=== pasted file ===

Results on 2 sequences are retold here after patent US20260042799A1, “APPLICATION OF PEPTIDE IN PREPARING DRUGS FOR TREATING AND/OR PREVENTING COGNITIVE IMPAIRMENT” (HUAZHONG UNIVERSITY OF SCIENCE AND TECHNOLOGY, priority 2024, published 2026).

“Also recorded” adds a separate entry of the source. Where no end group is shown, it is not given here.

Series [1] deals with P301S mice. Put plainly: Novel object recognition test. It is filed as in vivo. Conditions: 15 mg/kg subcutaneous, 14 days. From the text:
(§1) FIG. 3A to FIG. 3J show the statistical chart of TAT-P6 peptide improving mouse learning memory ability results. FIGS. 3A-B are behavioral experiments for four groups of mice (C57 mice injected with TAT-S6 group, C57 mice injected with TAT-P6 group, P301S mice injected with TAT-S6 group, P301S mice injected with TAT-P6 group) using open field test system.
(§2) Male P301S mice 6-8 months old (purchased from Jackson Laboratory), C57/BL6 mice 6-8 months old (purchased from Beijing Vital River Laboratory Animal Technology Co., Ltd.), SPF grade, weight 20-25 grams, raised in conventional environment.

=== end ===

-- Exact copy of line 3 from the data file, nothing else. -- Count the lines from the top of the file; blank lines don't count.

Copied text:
Series [1] deals with P301S mice. Put plainly: Novel object recognition test. It is filed as in vivo. Conditions: 15 mg/kg subcutaneous, 14 days. From the text: